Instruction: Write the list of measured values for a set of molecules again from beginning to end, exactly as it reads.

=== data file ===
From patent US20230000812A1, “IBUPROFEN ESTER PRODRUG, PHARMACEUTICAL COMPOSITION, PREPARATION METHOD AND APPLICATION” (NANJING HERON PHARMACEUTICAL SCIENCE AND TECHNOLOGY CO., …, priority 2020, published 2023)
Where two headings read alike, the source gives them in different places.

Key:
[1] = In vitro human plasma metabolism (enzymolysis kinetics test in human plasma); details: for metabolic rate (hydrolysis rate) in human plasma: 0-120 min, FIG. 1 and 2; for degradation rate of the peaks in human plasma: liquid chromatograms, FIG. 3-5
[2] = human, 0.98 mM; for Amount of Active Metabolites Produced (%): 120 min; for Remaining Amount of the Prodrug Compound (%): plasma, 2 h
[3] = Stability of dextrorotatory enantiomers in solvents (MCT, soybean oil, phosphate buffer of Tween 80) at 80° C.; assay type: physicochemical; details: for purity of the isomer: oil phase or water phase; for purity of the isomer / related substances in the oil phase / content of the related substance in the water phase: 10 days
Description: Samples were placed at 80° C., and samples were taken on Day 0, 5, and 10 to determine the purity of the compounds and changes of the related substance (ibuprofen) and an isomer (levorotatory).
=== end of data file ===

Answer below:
From patent US20230000812A1, “IBUPROFEN ESTER PRODRUG, PHARMACEUTICAL COMPOSITION, PREPARATION METHOD AND APPLICATION” (NANJING HERON PHARMACEUTICAL SCIENCE AND TECHNOLOGY CO., …, priority 2020, published 2023)
Where two headings read alike, the source gives them in different places.

Key:
[1] = In vitro human plasma metabolism (enzymolysis kinetics test in human plasma); details: for metabolic rate (hydrolysis rate) in human plasma: 0-120 min, FIG. 1 and 2; for degradation rate of the peaks in human plasma: liquid chromatograms, FIG. 3-5
[2] = human, 0.98 mM; for Amount of Active Metabolites Produced (%): 120 min; for Remaining Amount of the Prodrug Compound (%): plasma, 2 h
[3] = Stability of dextrorotatory enantiomers in solvents (MCT, soybean oil, phosphate buffer of Tween 80) at 80° C.; assay type: physicochemical; details: for purity of the isomer: oil phase or water phase; for purity of the isomer / related substances in the oil phase / content of the related substance in the water phase: 10 days
Description: Samples were placed at 80° C., and samples were taken on Day 0, 5, and 10 to determine the purity of the compounds and changes of the related substance (ibuprofen) and an isomer (levorotatory).